HUD dives deeper into these indicators so further assess the health of the housing market first noting that July purchases of new homes surged to the fastest pace since October 2007. The report states that additionally, new single-family home sales rose 12.4 percent in July to 654,000 (SAAR) and were up 31.3 percent over a year earlier.
The report also examines the indicator of increasing home values by noting that home prices were up again in June with annual house price changes remaining fairly stable in a 5- to 6-percent range. HUD cites that the Federal Housing Finance Agency (FHFA) seasonally adjusted purchase-only house price index for June estimated that home values rose 0.2 percent over the previous month and 5.6 percent over the previous year. This was a slight decrease from an annual gain of 5.7 percent in May. In addition, the report states that the FHFA index shows that U.S. home values are now 3.5 percent above their previous peak set in March 2007 and stand 30.8 percent above the low point reached in March 2011.
The final key indicator that HUD explores is foreclosure starts and completions. The report notes that these rates continue to fall specifically citing how lenders started the public foreclosure process on 36,863 U.S. properties in July, and stating that this is a decrease of 5 percent from June and 19 percent from a year earlier. Likewise, HUD notes that newly initiated foreclosures have declined for the last four consecutive months and have been below the pre-crisis (2005 and 2006) monthly average of 52,280 since March 2015. The scorecard also shows that lenders completed the foreclosure process (bank repossessions or REOs) on 27,907 U.S. properties in July, which was a decrease of 8 percent from the previous month and 41 percent from a year ago. The report says that this is the fifth consecutive annual decline in foreclosure completions.
The report also takes the time to mention that the Administration’s programs continue to help struggling homeowners with nearly 10.8 million mortgage modifications and other forms of mortgage assistance arrangements completed between April 2009 and the end of July 2016. The report states that additionally, nearly 2.7 million homeowner assistance actions have taken place through the Making Home Affordable Program. This includes more than 1.6 million permanent modifications through the Home Affordable Modification Program (HAMP), while the Federal Housing Administration (FHA) has offered nearly 3.3 million loss mitigation and early delinquency interventions through July. HUD states that they believe these Administration programs continue to encourage improved standards and processes in the industry, with lenders offering families and individuals nearly 4.8 million proprietary modifications through June.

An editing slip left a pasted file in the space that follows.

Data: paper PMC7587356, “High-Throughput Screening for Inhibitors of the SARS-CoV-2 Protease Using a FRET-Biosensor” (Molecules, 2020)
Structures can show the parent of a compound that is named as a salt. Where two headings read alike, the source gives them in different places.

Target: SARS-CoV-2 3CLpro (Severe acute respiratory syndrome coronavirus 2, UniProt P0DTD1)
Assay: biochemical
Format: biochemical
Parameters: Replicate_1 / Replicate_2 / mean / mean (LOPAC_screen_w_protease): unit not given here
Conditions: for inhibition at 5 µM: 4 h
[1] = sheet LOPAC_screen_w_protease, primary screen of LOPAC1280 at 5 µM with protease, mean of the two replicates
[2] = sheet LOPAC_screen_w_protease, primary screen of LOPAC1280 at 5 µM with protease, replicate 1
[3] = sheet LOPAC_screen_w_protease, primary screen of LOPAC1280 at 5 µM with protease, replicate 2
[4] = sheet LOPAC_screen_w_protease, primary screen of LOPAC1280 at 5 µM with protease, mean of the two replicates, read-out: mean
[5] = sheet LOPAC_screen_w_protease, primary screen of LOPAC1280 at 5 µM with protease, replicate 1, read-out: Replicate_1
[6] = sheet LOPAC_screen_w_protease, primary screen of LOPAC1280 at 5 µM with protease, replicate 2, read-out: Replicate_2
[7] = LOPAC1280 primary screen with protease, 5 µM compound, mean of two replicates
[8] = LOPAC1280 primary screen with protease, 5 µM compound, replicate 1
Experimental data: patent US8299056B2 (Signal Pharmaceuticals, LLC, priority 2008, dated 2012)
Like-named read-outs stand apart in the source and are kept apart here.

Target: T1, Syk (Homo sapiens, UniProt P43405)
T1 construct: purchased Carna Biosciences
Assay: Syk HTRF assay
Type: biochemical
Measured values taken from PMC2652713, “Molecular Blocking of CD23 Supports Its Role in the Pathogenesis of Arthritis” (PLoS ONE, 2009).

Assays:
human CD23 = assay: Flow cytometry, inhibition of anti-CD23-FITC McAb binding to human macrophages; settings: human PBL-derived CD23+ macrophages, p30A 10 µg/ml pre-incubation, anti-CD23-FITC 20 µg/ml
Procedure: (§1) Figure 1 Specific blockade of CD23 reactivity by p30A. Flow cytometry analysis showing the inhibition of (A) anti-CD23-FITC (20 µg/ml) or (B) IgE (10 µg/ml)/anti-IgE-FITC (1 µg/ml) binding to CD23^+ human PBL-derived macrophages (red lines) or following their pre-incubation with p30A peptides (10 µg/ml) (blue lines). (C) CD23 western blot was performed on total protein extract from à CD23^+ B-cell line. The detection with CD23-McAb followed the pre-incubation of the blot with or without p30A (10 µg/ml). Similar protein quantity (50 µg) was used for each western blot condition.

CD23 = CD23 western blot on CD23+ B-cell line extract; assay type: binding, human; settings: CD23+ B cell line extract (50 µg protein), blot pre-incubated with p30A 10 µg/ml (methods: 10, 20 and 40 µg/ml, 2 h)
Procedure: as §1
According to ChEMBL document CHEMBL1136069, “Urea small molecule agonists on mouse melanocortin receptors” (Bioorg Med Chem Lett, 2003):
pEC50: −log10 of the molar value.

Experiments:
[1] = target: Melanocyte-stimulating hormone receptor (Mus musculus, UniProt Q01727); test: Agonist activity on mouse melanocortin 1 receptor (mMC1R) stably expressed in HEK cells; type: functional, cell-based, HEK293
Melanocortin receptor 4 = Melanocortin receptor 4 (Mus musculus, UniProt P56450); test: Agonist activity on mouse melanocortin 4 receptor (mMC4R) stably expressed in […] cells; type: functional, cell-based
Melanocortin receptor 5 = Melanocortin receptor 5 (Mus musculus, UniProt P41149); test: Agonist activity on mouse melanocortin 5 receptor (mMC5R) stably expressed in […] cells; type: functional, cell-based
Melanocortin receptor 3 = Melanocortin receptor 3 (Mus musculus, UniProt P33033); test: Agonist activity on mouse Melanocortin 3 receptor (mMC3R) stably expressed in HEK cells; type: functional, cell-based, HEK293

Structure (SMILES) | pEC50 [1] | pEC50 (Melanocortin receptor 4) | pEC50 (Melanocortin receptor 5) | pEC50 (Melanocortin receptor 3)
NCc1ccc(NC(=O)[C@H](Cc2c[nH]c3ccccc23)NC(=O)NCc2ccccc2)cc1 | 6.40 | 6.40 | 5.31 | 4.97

The report shares that while this reflects good news overall, they want to mention that the Administration remains committed to helping more Americans realize their dream of home ownership through an improving economy and new programs that will provide greater access to credit.
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Monday, September 19, 2016

Getting a mortgage through a credit union! Team Thayer #realestate #housing #market #realtor #buyers #advice #oregon

There are many pros to getting a mortgage through a credit union — if you qualify.

Credit unions have historically offered lower mortgage rates and closing costs than traditional lenders. Anyone searching for a mortgage to buy a home for sale in Eugene, Or, or anywhere across the U.S. can’t turn down that deal. But credit unions also tend to be more conservative in their lending practices, meaning that you might need to jump through more hoops — and have an excellent credit history — to qualify for a loan through one.
Take these pros and cons of a credit union mortgage into consideration when you’re shopping around for a loan — you may find that these loans are the right ones for your home purchase.

Pro: Personalized service

If you like shooting the breeze with the owners of local mom and pop establishments, you’ll probably like dealing with credit unions too. “If a consumer is interested in knowing his lender on a personal level and being able to talk with the people making the decisions about their loan, a credit union will deliver a higher level of service than other mortgage entities,” says Brady Popp, senior vice president of lending at Texas Trust Credit Union.
Popp explains that at his credit union, which is not unique, loan officers take the time to speak with borrowers to make sure the loan is right for them. Here’s another example: “[Credit unions] offer a variety of educational supports for first-time homebuyers, from online resources to seminars to one-on-one conversations,” says Chris Arenz, director of mortgage payment protection for CUNA Mutual Group, a major provider of financial products to credit unions.

Con: That eligibility issue